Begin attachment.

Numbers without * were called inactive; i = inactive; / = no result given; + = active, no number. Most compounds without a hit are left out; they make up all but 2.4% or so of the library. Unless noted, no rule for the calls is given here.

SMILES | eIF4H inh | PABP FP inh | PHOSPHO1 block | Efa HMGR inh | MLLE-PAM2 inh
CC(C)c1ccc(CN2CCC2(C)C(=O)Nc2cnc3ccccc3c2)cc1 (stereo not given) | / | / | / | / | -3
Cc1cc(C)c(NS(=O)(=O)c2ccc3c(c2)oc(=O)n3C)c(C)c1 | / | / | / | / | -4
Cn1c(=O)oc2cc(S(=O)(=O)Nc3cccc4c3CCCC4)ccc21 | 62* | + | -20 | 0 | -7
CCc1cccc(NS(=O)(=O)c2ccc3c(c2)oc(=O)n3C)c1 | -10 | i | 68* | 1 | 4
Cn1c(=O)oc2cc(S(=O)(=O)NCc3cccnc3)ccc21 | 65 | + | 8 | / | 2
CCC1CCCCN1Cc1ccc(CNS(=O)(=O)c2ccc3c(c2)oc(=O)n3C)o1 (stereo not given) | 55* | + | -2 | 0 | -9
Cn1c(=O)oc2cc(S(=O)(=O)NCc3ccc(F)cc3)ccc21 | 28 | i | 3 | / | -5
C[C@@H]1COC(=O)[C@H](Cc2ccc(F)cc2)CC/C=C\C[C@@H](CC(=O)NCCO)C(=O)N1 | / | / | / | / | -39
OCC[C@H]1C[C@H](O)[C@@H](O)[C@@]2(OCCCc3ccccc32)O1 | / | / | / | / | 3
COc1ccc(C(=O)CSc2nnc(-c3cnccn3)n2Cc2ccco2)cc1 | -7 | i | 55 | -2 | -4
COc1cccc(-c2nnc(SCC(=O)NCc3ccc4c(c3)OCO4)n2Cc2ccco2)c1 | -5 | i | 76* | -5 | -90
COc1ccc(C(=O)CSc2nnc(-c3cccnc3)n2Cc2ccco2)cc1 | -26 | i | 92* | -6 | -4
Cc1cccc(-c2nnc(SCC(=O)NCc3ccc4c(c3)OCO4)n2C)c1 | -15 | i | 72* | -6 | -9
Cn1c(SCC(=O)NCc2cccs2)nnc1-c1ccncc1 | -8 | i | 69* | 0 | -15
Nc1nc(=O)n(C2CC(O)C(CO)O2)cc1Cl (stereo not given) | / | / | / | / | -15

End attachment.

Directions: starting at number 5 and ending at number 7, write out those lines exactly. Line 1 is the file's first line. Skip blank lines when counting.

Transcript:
Cn1c(=O)oc2cc(S(=O)(=O)Nc3cccc4c3CCCC4)ccc21 | 62* | + | -20 | 0 | -7
CCc1cccc(NS(=O)(=O)c2ccc3c(c2)oc(=O)n3C)c1 | -10 | i | 68* | 1 | 4
Cn1c(=O)oc2cc(S(=O)(=O)NCc3cccnc3)ccc21 | 65 | + | 8 | / | 2